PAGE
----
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    Mind on the walls

    I have a secret to share. If you've ever been in a space I've occupied for longer than a week, be it workplace or residence, then you have seen a glimpse of my brain. It seeps out and onto my walls, floor, light...around me. It has always been the case that there is too much in my mind to keep it all in there, so I surround myself with parts of my brain as to allow the main element focus on other things. There are not a lot of photographs in my spaces - as we do not live in a Harry Potter world, there stillness doesn't compare to what my memory holds. There is, however, lots of art - bought, made, received - blank walls are disturbing somehow - like trapped white space in a bad graphic layout. There are also textures - it is hard to conjure the memory of a sensation of touch - it can be done, but there is a disconnect. Also, light - I'm not a 100 watt kind of gal. I prefer lamps to ceiling fixtures - darkness is good because it makes the light more precious and also allows you to imagine more what fades into the darkness as opposed to what is obliterated in glare or pitch dark.

    The trouble with this tendency of mine is that it is my normal, and as such I tend to think of it as being part of everyone else's normal as well. I read each individuals space as were I seeing their mind - because even if they aren't conscious of it, I believe folks can't help but have their mind leak out. Clearly, this is just my theory. I walk into a room with bare walls, maybe an intent to hang piece of art leaning against a wall, and I see someone who has trouble making decisions or commitments.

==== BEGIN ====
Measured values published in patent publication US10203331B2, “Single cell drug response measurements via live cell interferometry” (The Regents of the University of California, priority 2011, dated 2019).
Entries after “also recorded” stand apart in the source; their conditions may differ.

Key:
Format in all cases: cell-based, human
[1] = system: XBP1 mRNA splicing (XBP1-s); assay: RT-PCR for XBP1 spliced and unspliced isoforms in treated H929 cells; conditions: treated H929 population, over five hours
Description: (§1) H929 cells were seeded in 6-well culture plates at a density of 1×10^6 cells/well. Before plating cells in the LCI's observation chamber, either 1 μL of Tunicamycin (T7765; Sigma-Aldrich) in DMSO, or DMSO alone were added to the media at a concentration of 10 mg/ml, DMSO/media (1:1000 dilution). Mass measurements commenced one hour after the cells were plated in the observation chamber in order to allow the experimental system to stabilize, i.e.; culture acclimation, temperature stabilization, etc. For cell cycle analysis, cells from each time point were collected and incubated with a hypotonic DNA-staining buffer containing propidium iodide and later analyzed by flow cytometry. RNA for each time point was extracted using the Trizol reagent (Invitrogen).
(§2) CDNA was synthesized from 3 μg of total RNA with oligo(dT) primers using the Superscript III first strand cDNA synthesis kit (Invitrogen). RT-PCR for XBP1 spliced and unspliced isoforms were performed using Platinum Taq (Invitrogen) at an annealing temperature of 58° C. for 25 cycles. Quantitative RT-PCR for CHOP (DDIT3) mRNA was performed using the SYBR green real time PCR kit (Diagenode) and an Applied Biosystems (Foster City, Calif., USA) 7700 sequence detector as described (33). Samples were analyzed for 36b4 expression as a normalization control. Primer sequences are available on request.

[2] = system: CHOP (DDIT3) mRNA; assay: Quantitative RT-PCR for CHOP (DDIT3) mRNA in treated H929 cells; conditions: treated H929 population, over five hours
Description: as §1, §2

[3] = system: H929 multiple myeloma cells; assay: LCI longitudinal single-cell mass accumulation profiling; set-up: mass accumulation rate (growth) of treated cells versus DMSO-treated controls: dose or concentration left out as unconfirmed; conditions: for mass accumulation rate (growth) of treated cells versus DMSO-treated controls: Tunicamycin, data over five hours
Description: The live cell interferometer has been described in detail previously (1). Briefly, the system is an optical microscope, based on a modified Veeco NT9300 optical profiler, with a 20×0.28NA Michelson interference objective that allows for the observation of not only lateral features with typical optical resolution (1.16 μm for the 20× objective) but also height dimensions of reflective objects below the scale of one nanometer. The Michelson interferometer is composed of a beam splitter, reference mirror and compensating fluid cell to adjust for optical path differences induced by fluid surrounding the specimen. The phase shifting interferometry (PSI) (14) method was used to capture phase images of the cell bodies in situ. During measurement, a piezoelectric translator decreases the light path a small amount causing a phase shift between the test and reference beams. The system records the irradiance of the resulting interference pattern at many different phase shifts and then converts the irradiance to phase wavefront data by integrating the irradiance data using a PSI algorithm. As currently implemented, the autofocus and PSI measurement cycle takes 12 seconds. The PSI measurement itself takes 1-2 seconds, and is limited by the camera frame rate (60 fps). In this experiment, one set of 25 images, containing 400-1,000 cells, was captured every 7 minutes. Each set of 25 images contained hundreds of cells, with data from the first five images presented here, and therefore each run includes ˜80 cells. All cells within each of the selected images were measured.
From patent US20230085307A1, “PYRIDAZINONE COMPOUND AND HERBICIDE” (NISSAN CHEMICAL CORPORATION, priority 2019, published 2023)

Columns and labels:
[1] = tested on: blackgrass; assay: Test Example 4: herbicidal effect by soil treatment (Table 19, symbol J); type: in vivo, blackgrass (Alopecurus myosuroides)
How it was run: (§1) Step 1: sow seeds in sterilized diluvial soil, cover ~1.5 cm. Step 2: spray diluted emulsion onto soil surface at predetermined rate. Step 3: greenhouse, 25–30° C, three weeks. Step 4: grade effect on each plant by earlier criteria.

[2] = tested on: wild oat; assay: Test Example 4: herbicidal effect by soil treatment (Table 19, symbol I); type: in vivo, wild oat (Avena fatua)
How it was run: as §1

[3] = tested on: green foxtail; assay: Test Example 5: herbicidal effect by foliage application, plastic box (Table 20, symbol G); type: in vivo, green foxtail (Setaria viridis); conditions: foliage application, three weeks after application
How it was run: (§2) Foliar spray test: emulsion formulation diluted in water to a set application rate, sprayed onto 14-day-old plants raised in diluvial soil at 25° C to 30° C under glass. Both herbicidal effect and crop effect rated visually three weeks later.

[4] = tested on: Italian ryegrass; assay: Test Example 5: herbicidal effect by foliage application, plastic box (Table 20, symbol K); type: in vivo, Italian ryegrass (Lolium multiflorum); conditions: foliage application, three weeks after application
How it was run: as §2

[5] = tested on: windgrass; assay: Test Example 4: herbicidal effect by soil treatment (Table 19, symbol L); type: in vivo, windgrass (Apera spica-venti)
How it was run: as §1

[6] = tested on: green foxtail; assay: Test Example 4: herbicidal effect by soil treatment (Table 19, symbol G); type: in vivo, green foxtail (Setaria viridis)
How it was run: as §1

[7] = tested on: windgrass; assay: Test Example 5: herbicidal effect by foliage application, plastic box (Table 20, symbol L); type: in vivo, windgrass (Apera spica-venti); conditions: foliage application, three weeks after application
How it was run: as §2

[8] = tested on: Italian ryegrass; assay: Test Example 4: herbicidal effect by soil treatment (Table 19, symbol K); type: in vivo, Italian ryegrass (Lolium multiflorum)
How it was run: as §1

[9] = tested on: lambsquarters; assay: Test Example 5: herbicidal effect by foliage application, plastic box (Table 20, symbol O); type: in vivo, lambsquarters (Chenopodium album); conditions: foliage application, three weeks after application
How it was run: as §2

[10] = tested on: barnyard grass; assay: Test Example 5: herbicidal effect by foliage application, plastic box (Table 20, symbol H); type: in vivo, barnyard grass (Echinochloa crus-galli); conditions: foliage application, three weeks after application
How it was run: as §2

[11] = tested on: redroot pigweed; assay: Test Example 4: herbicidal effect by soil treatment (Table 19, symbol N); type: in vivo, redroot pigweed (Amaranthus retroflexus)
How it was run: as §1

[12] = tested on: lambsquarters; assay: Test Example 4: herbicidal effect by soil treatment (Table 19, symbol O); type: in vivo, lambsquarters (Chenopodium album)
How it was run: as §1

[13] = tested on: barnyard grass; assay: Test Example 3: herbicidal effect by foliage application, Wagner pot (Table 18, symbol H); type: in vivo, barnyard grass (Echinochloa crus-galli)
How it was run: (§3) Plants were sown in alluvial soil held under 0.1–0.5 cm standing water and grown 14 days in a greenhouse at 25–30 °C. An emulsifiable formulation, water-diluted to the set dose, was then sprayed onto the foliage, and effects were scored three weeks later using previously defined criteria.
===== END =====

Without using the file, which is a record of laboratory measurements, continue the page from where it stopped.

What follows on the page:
I think this theory could, and I am so bold as to say should, be applied to larger spaces like commercial and public spaces - they should show the "mind" of the company or the citizenry. I do think some spaces do this, some designers do this, perhaps using a different language to describe what it is they are doing with their design. The lobby of a hospital should show commitment to healing and perhaps an eye for technology. A subway station should look like a place to stop by, but not to stay - it should look like a street corner or a reception area - lit, active, colorful, and brief.

    I love seeing other people's space because it tells me so much and feels so intimate - perhaps voyeuristic - but it is all just theory, at this point.

    Please don't reconsider inviting me over.

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